Animals, Fungi, Amoebas, and Plants all grow from this branch.
The Eukaryote, or "True Dark Center" Cell has many advancements that separate it from the other two Domains of Life. The main advancements being the nucleus and the mitochondron.
A eukaryote (pronounced /juːˈkæri.oʊt/ ew-KARR-ee-oht or /juːˈkæriət/) is an organism whose cells contain complex structures inside the membranes. The defining membrane-bound structure that sets eukaryotic cells apart from prokaryotic cells is the nucleus, or nuclear envelope, within which the genetic material is carried. The presence of a nucleus gives eukaryotes their name, which comes from the Greek ευ (eu, "good") and κάρυον (karyon, "nut" & "kernel"). Most eukaryotic cells also contain other membrane-bound organelles such as mitochondria, chloroplasts and the Golgi apparatus. Almost all species of large organisms are eukaryotes, including animals, plants and fungi, although most species of eukaryotic protists are microorganisms.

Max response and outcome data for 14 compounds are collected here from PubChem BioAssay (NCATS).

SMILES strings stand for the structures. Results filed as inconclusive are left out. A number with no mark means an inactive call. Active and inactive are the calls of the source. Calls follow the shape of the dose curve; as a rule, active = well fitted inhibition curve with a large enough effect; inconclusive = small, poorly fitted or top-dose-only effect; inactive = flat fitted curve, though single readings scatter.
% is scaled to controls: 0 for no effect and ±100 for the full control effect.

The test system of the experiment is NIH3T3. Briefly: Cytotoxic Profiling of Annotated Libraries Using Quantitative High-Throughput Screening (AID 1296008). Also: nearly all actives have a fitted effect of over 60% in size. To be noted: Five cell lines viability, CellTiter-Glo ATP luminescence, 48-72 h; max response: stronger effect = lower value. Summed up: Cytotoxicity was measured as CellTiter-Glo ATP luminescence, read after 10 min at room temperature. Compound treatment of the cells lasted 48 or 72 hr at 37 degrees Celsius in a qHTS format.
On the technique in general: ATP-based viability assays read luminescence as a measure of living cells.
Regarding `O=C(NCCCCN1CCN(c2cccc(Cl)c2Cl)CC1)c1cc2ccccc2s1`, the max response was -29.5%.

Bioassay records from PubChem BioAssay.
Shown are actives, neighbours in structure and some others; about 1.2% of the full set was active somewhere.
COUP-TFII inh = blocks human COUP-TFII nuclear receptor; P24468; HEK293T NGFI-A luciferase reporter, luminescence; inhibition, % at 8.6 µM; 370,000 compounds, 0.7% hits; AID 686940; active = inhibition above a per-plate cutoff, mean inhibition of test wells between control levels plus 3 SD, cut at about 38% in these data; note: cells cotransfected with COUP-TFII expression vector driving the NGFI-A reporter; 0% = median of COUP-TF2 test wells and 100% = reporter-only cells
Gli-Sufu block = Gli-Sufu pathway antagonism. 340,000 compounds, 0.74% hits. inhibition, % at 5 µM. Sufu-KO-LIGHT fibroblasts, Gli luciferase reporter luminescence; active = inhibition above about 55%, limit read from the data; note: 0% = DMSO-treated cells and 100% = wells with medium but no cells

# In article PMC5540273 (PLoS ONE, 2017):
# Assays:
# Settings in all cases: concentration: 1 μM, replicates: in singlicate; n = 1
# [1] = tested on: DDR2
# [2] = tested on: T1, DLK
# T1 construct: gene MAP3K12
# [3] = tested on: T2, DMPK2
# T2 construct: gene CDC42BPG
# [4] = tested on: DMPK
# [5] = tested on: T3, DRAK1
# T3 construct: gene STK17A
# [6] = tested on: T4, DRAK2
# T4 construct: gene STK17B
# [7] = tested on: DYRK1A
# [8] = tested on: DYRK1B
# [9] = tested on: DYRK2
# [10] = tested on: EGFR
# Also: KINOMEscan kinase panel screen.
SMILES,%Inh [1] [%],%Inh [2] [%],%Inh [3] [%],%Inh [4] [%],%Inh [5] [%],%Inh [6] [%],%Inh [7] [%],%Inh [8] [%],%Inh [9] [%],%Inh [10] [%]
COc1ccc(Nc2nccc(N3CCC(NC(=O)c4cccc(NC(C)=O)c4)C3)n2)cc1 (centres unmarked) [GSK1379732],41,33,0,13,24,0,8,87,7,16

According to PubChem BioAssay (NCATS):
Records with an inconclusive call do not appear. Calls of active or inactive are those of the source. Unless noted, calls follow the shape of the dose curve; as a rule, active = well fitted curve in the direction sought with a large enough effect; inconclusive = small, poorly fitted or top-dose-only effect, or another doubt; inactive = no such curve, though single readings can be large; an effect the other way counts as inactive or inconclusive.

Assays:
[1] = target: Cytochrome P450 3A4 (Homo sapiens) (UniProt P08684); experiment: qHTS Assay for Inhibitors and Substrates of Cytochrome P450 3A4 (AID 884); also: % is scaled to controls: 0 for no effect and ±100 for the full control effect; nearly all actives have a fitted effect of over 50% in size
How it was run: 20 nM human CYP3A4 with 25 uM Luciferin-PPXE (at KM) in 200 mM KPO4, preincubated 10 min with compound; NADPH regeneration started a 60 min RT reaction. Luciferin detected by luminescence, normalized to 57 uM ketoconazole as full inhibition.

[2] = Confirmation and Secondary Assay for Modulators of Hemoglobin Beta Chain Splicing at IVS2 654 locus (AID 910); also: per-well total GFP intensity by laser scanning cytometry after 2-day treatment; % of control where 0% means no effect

Cell division in eukaryotes is different from that in organisms without a nucleus (prokaryotes). It involves separating the duplicated chromosomes, through movements directed by microtubules. There are two types of division processes. In mitosis, one cell divides to produce two genetically identical cells. In meiosis, which is required in sexual reproduction, one diploid cell (having two instances of each chromosome, one from each parent) undergoes recombination of each pair of parental chromosomes, and then two stages of cell division, resulting in four haploid cells (gametes). Each gamete has just one complement of chromosomes, each a unique mix of the corresponding pair of parental chromosomes.